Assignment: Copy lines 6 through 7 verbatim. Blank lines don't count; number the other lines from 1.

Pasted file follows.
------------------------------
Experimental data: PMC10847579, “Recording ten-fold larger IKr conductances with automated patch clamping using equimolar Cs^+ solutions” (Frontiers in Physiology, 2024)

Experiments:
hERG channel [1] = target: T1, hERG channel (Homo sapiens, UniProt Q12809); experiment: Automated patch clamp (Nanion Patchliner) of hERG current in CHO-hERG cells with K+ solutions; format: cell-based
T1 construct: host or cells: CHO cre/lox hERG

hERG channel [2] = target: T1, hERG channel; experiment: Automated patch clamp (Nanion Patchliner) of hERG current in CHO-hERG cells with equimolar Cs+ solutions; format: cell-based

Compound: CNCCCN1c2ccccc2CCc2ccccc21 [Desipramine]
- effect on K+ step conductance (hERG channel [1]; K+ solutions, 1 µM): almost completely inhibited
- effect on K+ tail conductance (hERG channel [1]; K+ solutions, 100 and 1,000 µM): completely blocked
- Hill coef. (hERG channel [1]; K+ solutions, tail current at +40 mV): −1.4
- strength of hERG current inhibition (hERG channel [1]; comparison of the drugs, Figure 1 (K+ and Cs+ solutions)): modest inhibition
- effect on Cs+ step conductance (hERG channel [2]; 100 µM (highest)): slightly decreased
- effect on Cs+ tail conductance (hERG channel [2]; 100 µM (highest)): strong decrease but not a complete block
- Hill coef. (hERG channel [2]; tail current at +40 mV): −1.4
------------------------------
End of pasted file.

Compound: CNCCCN1c2ccccc2CCc2ccccc21 [Desipramine]
- effect on K+ step conductance (hERG channel [1]; K+ solutions, 1 µM): almost completely inhibited